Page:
Hmmm, yeah, I sometimes have trouble controlling my temper and I’ve taken it out on people before too, but I always apologize because it’s not fair of me and (probably) was not deserved. Now, if the guy doesn’t care or something… that’s another thing. We all make mistakes, but it’s owning up to those mistakes that is the important thing.

      1. fposte

        I think an apology is great, but it doesn’t automatically wipe the slate clean. In this case, I’d want not just an “I’m sorry I did that” but also an indication that he knows it can’t happen again. This isn’t a mistake we all make.

        1. Ann Furthermore

          Very true. This would be for the first offense only. If it happened again, and/or on a regular basis, I’d pull the guy’s manager into the loop.

          You can’t just behave any way you want to and then say “sorry” and expect everything will be OK. I stopped letting my 5 year old watch a horrible show about 2 little kids who live in a cuckoo clock. The premise was the same each episode: they’re told specifically not to do something, they do it anyway, then they say, “Oh. Sorry!” and then everything is forgiven. I did not like the message of “Do whatever you want, and be a horrible obnoxious brat, and as long as you apologize it will all be OK,” so my daughter was no longer allowed to watch that show. (Actually what finally did it was an episode where the 2 kids are in a dance contest, the boy cheats by wearing “magic shoes” and THE KIDS WIN THE CONTEST ANYWAY. OMG. But that is a rant for a different topic.)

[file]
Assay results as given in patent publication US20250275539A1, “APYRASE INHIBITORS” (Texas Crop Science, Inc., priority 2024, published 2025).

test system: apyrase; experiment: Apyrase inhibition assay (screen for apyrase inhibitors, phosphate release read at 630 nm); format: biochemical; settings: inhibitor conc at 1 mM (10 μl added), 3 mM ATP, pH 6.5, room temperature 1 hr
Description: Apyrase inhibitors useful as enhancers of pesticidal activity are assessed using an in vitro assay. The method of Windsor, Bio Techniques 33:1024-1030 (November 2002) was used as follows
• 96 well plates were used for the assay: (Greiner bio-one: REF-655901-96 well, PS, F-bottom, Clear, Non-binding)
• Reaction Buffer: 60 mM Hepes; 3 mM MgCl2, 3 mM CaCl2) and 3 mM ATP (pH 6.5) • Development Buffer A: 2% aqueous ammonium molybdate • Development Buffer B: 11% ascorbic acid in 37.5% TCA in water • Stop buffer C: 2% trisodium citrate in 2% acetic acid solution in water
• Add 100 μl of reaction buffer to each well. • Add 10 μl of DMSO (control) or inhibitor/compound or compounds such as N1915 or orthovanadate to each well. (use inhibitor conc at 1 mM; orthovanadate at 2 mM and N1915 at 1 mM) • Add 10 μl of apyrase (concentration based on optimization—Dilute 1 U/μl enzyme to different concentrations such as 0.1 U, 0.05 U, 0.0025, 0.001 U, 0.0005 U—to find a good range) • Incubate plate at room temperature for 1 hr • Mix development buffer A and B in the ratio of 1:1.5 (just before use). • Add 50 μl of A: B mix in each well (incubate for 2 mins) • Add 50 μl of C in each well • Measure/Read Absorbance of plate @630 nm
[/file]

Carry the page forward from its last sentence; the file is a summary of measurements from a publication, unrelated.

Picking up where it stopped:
1. hildi

            Wow! It’s surprising to hear that a show like that actually exists in kids’ programming. Seems like many of them are all about sending the right message. But then again I could be incredibly sheltered on this topic. My 5 year old only has a handful of favorites, but perhaps I ought to watch a few episodes with her next time just to make sure I’m not blissfully overlooking something!

  15. Katie the Fed

    I had a version of this in an in-person meeting. We had a new colleague with an amazingly bad temper. Like, 0 to RAGE in 10 seconds over minor stuff. I don’t do that stuff well. Anyway, he was getting into it with another colleague of mine, and being someone who hates tension, I tried to mediate. He turned to me and just screamed out a string of profanity, and accusations. I just calmly said “When you’re ready to talk about this rationally, let me know” and collected my stuff and left. The other coworkers who he was getting into it with followed me.

    Basically I just treat people having tantrums like children having tantrums. Tell them their behavior is unacceptable, and remove myself from the situation until they’ve calmed down.